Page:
Son of Rambow Movie Review
The titles refers to Sylvester Stallone's initial Rambo adventure, First Blood, which directly inspires ruffian Lee Carter (Will Poulter) and his puritan school chum Will Proudfoot (Bill Milner) to make their own movie in the summer of 1982. There are obstacles, of course. Will's family belongs to a strict religious organization that forbids movies, television, and other forms of pop culture. Lee's own family is nonexistent. His parents travel often, leaving him in the care of an older brother who could care less.
I love Lee Carter. More accurately, I love Poulter, the young genius blessed with the talent (and stones) to breathe angst, attitude, and a glimmer of hope into this savagely sarcastic young character. Jennings told me during a recent interview that Poulter's a sweetheart in person -- every parent's dream. If that's the case, the boy deserves an Oscar for his work in Rambow.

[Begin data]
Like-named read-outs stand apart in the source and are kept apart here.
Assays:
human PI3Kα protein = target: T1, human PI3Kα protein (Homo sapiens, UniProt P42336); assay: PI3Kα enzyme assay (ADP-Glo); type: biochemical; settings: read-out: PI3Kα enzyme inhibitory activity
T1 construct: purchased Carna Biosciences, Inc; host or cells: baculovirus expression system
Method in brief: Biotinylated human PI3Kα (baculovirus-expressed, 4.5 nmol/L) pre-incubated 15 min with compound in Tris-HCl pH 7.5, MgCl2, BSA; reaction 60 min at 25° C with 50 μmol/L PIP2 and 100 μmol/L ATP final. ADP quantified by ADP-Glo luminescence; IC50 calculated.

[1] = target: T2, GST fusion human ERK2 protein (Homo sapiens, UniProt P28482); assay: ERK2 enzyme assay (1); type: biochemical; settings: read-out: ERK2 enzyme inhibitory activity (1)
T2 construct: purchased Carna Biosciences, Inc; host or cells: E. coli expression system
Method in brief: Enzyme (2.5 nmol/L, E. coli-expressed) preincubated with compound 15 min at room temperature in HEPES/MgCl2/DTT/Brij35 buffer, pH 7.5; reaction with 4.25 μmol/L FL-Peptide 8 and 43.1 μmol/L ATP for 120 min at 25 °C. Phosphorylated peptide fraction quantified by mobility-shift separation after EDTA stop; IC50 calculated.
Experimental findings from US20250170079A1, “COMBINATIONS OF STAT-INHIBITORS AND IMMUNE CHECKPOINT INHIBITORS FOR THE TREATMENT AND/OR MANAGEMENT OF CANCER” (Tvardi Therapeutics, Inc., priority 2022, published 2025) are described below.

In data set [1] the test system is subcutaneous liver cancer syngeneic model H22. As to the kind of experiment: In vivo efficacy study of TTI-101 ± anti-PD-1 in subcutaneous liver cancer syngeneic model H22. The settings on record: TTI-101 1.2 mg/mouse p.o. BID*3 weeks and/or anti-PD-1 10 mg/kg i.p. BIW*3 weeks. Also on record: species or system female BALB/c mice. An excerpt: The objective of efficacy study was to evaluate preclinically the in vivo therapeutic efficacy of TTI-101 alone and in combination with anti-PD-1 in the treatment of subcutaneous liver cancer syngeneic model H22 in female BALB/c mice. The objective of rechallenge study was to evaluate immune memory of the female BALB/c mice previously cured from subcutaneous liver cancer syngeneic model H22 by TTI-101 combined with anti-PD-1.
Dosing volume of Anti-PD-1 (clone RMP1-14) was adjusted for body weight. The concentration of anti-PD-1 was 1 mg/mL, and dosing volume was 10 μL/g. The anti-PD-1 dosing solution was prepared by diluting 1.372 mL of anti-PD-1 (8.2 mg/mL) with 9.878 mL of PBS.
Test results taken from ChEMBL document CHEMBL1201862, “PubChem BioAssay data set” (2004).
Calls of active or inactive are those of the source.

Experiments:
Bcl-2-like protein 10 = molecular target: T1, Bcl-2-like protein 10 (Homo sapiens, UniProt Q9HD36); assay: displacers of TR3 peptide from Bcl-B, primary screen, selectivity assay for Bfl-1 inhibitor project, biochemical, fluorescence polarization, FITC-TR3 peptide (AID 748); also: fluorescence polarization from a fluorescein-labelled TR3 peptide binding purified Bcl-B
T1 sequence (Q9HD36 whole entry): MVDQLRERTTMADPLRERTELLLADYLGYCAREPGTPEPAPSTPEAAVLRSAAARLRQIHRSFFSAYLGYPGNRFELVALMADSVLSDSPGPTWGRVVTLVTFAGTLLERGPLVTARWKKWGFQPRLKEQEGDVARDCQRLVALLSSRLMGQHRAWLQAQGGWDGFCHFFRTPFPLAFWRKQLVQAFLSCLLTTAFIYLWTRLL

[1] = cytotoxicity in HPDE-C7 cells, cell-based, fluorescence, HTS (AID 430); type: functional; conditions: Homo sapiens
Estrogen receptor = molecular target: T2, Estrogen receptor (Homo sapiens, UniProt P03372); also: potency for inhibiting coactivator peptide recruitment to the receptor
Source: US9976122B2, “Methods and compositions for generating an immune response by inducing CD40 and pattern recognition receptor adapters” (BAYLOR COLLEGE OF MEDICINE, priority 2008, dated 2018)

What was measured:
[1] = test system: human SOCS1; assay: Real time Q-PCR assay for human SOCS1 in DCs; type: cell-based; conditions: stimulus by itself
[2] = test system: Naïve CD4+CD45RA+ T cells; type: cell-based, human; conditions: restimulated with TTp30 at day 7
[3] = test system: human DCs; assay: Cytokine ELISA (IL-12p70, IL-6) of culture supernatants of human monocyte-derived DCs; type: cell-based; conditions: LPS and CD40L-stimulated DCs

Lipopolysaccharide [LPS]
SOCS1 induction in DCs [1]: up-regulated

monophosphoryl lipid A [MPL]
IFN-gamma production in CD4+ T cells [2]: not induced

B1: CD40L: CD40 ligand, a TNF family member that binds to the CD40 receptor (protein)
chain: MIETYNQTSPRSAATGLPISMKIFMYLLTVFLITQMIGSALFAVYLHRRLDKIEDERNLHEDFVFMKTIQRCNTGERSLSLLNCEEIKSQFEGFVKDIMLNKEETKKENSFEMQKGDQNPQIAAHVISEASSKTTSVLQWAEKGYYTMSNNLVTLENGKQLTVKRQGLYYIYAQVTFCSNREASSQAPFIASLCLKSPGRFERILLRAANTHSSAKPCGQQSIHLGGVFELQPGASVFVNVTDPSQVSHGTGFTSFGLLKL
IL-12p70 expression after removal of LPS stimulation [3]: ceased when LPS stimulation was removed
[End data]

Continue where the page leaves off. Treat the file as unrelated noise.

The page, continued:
But Poulter's one of a million things you'll love about this film. The sum total of memorable performances reaches double digits, highlighted by aloof Jules Sitruk as French foreign exchange student Didier Revol. Jennings shows a fantastic eye, discovering imaginative places to place his camera to capture his offbeat action. But his script shows true understanding of both boys, who couldn't come from more different worlds but find a common bond in their love of storytelling, fantasy, and all-around fun.
If you adore movies -- and why would you be reading this if you didn't? -- you are going to go crazy for Son of Rambow. It is the best movie Stallone has ever (indirectly) been involved in.
Recruits are getting younger and younger these days.